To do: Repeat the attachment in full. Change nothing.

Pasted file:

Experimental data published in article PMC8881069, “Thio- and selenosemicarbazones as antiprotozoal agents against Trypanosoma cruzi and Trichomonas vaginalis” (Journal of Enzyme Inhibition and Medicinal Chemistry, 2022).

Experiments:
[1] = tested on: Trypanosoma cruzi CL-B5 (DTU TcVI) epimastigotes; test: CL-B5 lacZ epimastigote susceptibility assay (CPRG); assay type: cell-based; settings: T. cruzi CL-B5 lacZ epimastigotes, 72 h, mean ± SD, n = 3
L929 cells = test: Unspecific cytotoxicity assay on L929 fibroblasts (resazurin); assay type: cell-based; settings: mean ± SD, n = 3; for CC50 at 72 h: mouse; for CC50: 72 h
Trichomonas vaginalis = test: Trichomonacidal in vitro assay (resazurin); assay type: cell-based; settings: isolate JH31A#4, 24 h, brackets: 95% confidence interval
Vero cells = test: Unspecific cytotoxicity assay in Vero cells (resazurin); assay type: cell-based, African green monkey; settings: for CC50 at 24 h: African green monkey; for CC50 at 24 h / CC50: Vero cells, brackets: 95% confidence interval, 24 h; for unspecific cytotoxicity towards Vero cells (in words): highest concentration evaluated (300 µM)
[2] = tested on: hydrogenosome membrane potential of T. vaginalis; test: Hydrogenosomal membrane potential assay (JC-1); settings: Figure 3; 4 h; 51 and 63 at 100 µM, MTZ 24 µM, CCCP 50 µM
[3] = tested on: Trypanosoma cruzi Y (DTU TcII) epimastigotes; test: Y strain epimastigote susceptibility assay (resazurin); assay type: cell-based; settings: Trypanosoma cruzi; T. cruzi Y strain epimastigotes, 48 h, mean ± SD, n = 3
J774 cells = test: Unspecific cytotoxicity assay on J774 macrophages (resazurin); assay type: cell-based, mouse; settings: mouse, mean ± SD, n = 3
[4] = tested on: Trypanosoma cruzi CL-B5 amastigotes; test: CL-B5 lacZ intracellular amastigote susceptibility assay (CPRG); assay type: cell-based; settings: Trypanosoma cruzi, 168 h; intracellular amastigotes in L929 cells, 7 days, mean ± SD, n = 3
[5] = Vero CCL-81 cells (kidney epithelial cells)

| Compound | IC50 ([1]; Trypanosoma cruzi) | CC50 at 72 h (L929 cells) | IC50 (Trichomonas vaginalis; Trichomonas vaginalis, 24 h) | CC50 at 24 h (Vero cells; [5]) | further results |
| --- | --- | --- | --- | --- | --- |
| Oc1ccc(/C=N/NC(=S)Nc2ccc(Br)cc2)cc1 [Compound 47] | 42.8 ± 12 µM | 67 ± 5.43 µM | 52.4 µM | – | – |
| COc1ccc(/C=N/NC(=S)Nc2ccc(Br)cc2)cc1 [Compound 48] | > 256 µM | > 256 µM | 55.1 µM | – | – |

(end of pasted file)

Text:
Experimental data published in article PMC8881069, “Thio- and selenosemicarbazones as antiprotozoal agents against Trypanosoma cruzi and Trichomonas vaginalis” (Journal of Enzyme Inhibition and Medicinal Chemistry, 2022).

Experiments:
[1] = tested on: Trypanosoma cruzi CL-B5 (DTU TcVI) epimastigotes; test: CL-B5 lacZ epimastigote susceptibility assay (CPRG); assay type: cell-based; settings: T. cruzi CL-B5 lacZ epimastigotes, 72 h, mean ± SD, n = 3
L929 cells = test: Unspecific cytotoxicity assay on L929 fibroblasts (resazurin); assay type: cell-based; settings: mean ± SD, n = 3; for CC50 at 72 h: mouse; for CC50: 72 h
Trichomonas vaginalis = test: Trichomonacidal in vitro assay (resazurin); assay type: cell-based; settings: isolate JH31A#4, 24 h, brackets: 95% confidence interval
Vero cells = test: Unspecific cytotoxicity assay in Vero cells (resazurin); assay type: cell-based, African green monkey; settings: for CC50 at 24 h: African green monkey; for CC50 at 24 h / CC50: Vero cells, brackets: 95% confidence interval, 24 h; for unspecific cytotoxicity towards Vero cells (in words): highest concentration evaluated (300 µM)
[2] = tested on: hydrogenosome membrane potential of T. vaginalis; test: Hydrogenosomal membrane potential assay (JC-1); settings: Figure 3; 4 h; 51 and 63 at 100 µM, MTZ 24 µM, CCCP 50 µM
[3] = tested on: Trypanosoma cruzi Y (DTU TcII) epimastigotes; test: Y strain epimastigote susceptibility assay (resazurin); assay type: cell-based; settings: Trypanosoma cruzi; T. cruzi Y strain epimastigotes, 48 h, mean ± SD, n = 3
J774 cells = test: Unspecific cytotoxicity assay on J774 macrophages (resazurin); assay type: cell-based, mouse; settings: mouse, mean ± SD, n = 3
[4] = tested on: Trypanosoma cruzi CL-B5 amastigotes; test: CL-B5 lacZ intracellular amastigote susceptibility assay (CPRG); assay type: cell-based; settings: Trypanosoma cruzi, 168 h; intracellular amastigotes in L929 cells, 7 days, mean ± SD, n = 3
[5] = Vero CCL-81 cells (kidney epithelial cells)

| Compound | IC50 ([1]; Trypanosoma cruzi) | CC50 at 72 h (L929 cells) | IC50 (Trichomonas vaginalis; Trichomonas vaginalis, 24 h) | CC50 at 24 h (Vero cells; [5]) | further results |
| --- | --- | --- | --- | --- | --- |
| Oc1ccc(/C=N/NC(=S)Nc2ccc(Br)cc2)cc1 [Compound 47] | 42.8 ± 12 µM | 67 ± 5.43 µM | 52.4 µM | – | – |
| COc1ccc(/C=N/NC(=S)Nc2ccc(Br)cc2)cc1 [Compound 48] | > 256 µM | > 256 µM | 55.1 µM | – | – |